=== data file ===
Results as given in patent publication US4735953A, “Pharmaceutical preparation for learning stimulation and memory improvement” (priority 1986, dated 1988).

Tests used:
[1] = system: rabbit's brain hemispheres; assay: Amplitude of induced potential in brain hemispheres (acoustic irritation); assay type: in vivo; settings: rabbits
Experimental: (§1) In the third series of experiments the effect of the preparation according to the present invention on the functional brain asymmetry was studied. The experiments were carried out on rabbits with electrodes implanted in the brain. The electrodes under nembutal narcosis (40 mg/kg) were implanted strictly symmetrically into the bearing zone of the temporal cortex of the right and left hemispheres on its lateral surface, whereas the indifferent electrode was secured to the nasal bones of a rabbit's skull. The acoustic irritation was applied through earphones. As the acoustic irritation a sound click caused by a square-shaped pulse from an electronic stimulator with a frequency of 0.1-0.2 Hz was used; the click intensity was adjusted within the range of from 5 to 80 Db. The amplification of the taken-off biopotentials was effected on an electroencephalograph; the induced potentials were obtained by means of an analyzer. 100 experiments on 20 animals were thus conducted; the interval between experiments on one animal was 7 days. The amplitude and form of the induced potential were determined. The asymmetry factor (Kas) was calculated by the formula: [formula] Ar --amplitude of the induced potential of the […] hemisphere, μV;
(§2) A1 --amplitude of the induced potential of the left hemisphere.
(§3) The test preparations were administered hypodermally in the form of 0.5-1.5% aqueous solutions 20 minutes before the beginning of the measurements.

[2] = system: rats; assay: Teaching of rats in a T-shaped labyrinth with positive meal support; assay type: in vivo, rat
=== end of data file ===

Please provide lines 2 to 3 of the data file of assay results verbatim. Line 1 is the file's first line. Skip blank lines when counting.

Tests used:
[1] = system: rabbit's brain hemispheres; assay: Amplitude of induced potential in brain hemispheres (acoustic irritation); assay type: in vivo; settings: rabbits